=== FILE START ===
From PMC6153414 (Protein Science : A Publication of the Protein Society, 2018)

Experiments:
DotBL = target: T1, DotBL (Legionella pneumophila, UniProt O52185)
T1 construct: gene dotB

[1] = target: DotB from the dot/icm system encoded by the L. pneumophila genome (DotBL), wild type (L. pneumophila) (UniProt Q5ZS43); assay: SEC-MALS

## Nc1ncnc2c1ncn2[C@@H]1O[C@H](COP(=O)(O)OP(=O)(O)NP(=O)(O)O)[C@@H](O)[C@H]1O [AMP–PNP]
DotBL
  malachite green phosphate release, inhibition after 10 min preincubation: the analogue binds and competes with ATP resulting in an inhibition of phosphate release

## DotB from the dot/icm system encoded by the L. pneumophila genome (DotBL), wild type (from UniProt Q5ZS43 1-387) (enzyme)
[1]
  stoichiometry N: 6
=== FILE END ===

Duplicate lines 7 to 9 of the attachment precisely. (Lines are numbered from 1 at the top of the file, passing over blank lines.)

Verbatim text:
DotBL
  malachite green phosphate release, inhibition after 10 min preincubation: the analogue binds and competes with ATP resulting in an inhibition of phosphate release

## DotB from the dot/icm system encoded by the L. pneumophila genome (DotBL), wild type (from UniProt Q5ZS43 1-387) (enzyme)